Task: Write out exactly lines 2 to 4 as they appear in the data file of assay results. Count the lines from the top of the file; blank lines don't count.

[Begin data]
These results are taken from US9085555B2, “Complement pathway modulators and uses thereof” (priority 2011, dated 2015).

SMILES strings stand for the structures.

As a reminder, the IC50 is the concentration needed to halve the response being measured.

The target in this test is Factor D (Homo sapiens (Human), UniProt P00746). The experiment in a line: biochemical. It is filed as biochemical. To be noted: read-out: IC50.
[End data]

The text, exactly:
SMILES strings stand for the structures.

As a reminder, the IC50 is the concentration needed to halve the response being measured.

The target in this test is Factor D (Homo sapiens (Human), UniProt P00746). The experiment in a line: biochemical. It is filed as biochemical. To be noted: read-out: IC50.